Living near Atlanta, we’re lucky that we’re not faced with too many natural disasters. We get the odd tornado warning (and actual tornado – remember 2008?) and sometimes some ice during the winter, but we typically don’t get hit by hurricanes, mudslides, wildfires, and the like. But even so, we’re not immune to power outages. Though we may not get hurricanes, we still get severe storms with heavy rain, which can knock out the electricity. We also have very hot summers. The heat puts a strain on the power supply as the air-conditioners blast away, and that strain can also cause a power outage.
Anyways, the point is that you need to be prepared for what to do if the power does kick off all of a sudden. It’s important to stay safe and be prepared – there are some things that you should and should not do if you’re suddenly plunged into darkness when a power outage strikes.
1. Don’t play with matches.
Use flashlights. Repeat: use flashlights. Candles have a nasty habit of getting knocked over and catching things on fire, as if you didn’t already have enough to deal with! You don’t want to risk any singed fingers or hair. Plus, candles are messy.
2. Power down.
If the power goes out, it’s a good idea to unplug your electronic devices. This might seem counterproductive. The power’s already out, so why bother unplugging things or turning them off?
The trouble comes when the power kicks back on after the power outage. The sudden flood of electricity can create a mini-surge. Mini-surges are not good for your electronics – your computers, your AC unit, and your fridge are all at risk. The electricity being pumped into these devices can fry them, so to avoid toasting your computer go ahead and unplug it.
3. Keep the fridge shut tight.
To keep your food cool and edible for as long as possible, keep the doors to your fridge and freezer closed. Try to avoid opening them if you can. The goal is to keep your food fresh by trapping the cooler air inside.
If the power’s out long enough, you might not have a choice but to eat the food that should have been refrigerated. Be mindful that this food may have gone bad. Check thoroughly for any sign that it’s not good anymore—you don’t want to get sick.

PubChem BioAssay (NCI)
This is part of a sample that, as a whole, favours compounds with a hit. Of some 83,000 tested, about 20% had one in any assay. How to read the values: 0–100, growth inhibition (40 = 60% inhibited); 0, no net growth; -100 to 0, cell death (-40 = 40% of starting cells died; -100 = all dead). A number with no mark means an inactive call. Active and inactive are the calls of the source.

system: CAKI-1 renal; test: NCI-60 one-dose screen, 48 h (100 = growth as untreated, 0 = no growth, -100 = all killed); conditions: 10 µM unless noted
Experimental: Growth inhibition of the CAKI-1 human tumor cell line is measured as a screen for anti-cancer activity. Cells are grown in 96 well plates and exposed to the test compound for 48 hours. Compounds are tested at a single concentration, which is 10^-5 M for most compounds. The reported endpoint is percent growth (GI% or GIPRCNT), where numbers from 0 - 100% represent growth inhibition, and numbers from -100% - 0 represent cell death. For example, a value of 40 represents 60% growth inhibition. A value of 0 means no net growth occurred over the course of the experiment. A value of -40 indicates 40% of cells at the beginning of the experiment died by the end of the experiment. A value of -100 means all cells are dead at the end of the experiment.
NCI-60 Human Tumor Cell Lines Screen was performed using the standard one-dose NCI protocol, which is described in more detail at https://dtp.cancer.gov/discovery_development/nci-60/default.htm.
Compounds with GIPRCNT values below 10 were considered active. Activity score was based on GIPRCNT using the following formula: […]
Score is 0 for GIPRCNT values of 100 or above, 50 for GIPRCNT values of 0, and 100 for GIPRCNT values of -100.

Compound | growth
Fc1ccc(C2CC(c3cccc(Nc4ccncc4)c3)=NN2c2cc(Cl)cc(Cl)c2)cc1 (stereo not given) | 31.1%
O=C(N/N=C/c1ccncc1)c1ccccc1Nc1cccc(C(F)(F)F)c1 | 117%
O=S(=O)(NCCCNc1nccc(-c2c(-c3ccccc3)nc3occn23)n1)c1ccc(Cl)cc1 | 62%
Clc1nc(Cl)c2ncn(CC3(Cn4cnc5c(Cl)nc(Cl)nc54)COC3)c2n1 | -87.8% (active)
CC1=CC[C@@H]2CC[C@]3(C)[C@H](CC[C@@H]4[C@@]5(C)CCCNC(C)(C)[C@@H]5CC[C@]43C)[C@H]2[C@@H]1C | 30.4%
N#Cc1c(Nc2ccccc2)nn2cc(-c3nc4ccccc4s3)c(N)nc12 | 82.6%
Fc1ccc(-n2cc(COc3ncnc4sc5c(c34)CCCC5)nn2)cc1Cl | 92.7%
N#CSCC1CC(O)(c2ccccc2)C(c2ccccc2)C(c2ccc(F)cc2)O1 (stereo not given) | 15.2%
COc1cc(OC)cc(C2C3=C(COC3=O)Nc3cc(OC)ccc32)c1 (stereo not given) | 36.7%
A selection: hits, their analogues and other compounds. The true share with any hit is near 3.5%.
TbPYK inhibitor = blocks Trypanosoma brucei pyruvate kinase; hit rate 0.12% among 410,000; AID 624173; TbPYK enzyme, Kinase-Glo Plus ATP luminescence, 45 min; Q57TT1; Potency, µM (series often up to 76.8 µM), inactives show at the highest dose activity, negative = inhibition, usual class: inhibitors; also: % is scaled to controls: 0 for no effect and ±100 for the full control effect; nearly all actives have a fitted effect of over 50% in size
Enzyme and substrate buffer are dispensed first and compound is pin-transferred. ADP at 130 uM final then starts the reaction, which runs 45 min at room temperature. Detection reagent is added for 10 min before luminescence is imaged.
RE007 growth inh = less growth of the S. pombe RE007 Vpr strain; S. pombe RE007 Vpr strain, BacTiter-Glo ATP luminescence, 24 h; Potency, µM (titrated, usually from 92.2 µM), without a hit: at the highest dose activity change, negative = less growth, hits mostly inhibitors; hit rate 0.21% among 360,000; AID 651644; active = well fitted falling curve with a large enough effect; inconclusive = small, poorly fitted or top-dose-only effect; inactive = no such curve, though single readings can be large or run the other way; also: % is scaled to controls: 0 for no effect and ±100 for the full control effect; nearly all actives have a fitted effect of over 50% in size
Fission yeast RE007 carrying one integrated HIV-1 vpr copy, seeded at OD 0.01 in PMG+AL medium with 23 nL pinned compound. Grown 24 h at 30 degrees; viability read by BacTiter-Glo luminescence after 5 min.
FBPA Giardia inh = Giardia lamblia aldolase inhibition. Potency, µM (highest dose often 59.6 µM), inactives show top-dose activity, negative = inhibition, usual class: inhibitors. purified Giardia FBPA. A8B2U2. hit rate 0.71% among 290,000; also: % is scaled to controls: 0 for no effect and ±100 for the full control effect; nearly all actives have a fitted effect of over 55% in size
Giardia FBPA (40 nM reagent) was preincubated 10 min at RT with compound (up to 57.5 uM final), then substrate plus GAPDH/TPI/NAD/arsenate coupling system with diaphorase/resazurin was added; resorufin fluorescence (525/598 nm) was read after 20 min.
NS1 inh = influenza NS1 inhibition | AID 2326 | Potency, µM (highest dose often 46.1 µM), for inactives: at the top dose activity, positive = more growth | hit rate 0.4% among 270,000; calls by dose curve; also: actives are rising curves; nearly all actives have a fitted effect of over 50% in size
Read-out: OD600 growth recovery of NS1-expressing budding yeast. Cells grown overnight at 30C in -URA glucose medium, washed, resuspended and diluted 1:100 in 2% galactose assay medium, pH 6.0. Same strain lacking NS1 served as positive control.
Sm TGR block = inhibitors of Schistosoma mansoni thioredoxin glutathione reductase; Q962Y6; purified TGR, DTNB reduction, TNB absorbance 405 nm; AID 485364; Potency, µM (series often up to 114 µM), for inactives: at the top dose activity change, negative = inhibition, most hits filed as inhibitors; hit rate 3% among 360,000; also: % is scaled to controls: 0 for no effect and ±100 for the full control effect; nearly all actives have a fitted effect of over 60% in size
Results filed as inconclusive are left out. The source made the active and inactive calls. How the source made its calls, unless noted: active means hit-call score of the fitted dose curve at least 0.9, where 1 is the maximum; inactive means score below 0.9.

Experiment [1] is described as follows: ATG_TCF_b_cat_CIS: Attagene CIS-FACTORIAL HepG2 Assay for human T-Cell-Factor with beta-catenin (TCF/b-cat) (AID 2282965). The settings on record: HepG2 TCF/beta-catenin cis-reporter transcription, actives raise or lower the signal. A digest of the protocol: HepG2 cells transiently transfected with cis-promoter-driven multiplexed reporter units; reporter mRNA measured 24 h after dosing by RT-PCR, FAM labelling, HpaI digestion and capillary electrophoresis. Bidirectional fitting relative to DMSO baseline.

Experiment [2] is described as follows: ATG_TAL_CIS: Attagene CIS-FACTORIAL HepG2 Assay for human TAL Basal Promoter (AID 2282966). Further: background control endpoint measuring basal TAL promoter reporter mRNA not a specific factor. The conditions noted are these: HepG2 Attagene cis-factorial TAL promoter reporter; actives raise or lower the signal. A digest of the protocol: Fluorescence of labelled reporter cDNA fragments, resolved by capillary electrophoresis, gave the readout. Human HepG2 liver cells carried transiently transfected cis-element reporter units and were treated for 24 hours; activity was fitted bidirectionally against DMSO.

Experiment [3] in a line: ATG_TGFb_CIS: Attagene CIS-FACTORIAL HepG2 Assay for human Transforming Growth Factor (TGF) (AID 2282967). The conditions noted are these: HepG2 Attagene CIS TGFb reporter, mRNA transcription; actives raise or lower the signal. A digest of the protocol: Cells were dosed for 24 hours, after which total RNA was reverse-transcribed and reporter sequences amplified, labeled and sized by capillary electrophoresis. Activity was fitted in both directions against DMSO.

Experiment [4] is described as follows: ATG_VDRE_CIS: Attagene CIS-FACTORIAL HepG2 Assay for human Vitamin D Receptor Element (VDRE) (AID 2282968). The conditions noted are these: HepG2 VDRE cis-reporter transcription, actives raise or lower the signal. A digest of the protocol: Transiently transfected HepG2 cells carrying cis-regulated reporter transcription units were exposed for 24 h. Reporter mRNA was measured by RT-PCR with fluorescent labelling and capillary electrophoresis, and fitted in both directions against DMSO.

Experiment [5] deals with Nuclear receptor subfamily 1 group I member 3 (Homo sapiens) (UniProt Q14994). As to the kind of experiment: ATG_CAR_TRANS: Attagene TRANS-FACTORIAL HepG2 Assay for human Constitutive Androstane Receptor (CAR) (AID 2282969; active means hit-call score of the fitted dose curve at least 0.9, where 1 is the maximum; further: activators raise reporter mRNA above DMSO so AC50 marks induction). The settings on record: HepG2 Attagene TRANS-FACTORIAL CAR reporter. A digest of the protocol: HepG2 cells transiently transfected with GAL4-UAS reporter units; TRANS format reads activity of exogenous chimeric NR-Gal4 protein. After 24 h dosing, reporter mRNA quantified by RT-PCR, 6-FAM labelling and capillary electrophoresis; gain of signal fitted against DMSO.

Note: If anyone in your family takes medication that needs to be kept refrigerated, it’s a good idea to talk to your doctor or pharmacist ahead of time about what you should do if you have a power outage. Next time you’re at an appointment, try to remember to ask them.
4. Be smart with your generator.
First rule: keep the generator outside. This means outside of the garage, too. Generators can throw off carbon monoxide, which can be deadly. Don’t put it in the house.
Second rule: don’t hook the generator up to your home’s electrical system. If you want to plug anything in, use the outlets on the generator.
5. Stay informed.
Use a radio or TV that’s powered by generator or battery to listen to any updates about the power outage. Don’t call 911 just to get information—only call if there’s an emergency.
6. Mind the weather.
Power outages tend to happen at the least opportune times. Do what you can to stay comfortable.
If it’s hot outside, wear loose-fitting, light-colored clothing. Camp out on the lowest level of the house, as cool air is heavier than warm air and will stay lower to the ground. You may have to go somewhere that still has air conditioning or somewhere that you know will be cooler than your home.
If it’s cold, bundle up. Layers are fantastic. Dig out the fuzzy socks, cozy sweaters, and quilts. Don’t use charcoal or your oven to stay warm – instead, try to find a place in your community, like a mall, that has heat and head over if it’s too cold to stay in your house. Or hang out with family or friends if they happen to have heat.
7. Take care of the pets.
Your pets still need clean, fresh water and kibble. Make sure to give them what they need during the power outage – they’re probably confused by the commotion! Fido will thank you.
8. Keep things fun.
If the power goes out, remain calm. Don’t panic at the loss of electronics. Believe it or not, there are fun things to do that don’t require electricity or wi-fi – who knew? When the power goes out, break out the old board games and have at it. You can dig out a book you’ve been meaning to read and use a flashlight. You can draw or doodle. You can do crafts. You can play charades. You’re not going to waste away from lack of computers and cell-phones. These devices will betray you and run out of battery sooner or later.
If you live in Atlanta, you know that power outages happen. When everything goes dark, don’t panic. Stay safe. Try to keep informed about what’s going on, don’t light any candles, and don’t bring the generator inside. Use the time to have fun and bond with your family. You’ll find a way to stay entertained.
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